The Linguist

The Linguist 60,3 - June/July 2021

The Linguist is a languages magazine for professional linguists, translators, interpreters, language professionals, language teachers, trainers, students and academics with articles on translation, interpreting, business, government, technology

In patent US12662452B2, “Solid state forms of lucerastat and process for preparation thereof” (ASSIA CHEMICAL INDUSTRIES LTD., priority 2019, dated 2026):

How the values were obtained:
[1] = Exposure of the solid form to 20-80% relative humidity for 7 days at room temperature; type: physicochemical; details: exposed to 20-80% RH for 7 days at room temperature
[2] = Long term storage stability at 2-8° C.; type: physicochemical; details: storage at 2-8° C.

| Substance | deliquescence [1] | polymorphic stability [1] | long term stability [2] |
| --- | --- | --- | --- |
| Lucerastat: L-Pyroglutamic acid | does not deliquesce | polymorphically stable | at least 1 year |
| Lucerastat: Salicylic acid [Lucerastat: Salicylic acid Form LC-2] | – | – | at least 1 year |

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14 The Linguist Vol/60 No/3 2021 FEATURES Di integratori alimentari ce ne sono un'infinità. Di naturali molti di meno. Se poi li cerchiamo sotto forma di chewing gum senza zucchero, allora il numero cala ulteriormente. E se volessimo un alimento funzionale, da masticare, al 100% naturale? Non esiste. Anzi sì, da oggi c'è. Si chiama Natur Gum ed è stato sviluppato a Bolzano, per la precisione all'interno del NOI Techpark di via Volta, dalla startup Functional Gums. There is an infinite number of food supplements. Natural ones are much less common. If we want to find them in the form of a sugar-free chewing gum, the number goes down even further. And if we wanted a functional, chewable, and 100% natural food? It doesn't exist. Actually, as of today, it does. It is called Natur Gum and it has been developed in Bolzano, at the NOI Techpark in Via Volta to be precise, by start-up Functional Gums. Das Südtiroler Start-up Functional Gums bringt mit seinem jüngsten Produkt Natur Gum eine Weltneuheit auf den Markt. Das innovative Unternehmen entwickelte im Bozner NOI Techpark ein Nahrungsergänzungsmittel zum Kauen, das zu 100% aus natürlichen Zutaten besteht, zuckerfrei und biologisch abbaubar ist. With its latest product, Natur Gum, the South-Tyrolean start- up Functional Gums brings a global first to the market. At the NOI Techpark in Bolzano, the innovative company developed a chewable food supplement made of 100% natural ingredients that is sugar-free and biodegradable. Original Italian release Literal translation (Eng) German translation Literal translation (Eng) The media in different countries have different expectations, making translating press releases a specialised art, says Katherina Polig W hen it comes to publishing press releases, timing is everything. Whether a company wants to introduce a novel product at an upcoming trade fair, present their latest business figures to the media or needs to issue crisis communication, editors and public relations (PR) teams often work under considerable time pressure and the stakes are high. As the last link in the chain when targeting international audiences, translators working in PR need to combine a range of skills that go beyond accuracy and completeness of information. So what skills does a translator need to deliver a high-value translation in this area? Press releases can have different structures and styles in different countries. Every press release has a headline and a lead paragraph on top, followed by the main body and a boilerplate (i.e. template text). However, the way in which information is assembled into those blocks of text can vary widely. In Italian, for example, press releases are traditionally very similar to newspaper articles, in terms of both structure and style. Since they are written mainly with journalists in mind, the idea seems to be to "impress the journalist. This means, to think like a journalist," 1 and therefore to write like a journalist. In German the approach is entirely different. A well-written German press release is strictly factual, written in clear and concise language, and void of stylistic devices such as rhetorical questions and ellipses, which are legitimate in an Italian press release. The table below shows the opening of an Italian press release, which I had to completely restructure in German. When the structure and style are completely different from those expected by the target audience, the translator must be able to change the text – sometimes quite radically. While many clients will be aware of the need for such changes, newcomers to the field may need to be advised. Translators are best placed to provide this small but important consultation work, and shouldn't shy away from putting on the consultant hat. The style may also have to change when it comes to persuasion. While a US press release may typically use strong language to persuade its readers (e.g. 'revolutionise', 'transform', 'leader'), in German we may emphasise other qualities to convey the value and relevance of a company, product or event. In one release, several references to the pharmaceutical giant Bayer as "the leader in agriculture", "transforming sustainability" with its "industry- leading innovations", were rephrased in a more conservative and passive way. "Bayer transforms agricultural sustainability with its industry-leading innovations" became "Bayer unterstützt den Wandel des Nahrungsmittelsystems durch Innovationen in Fast and curious

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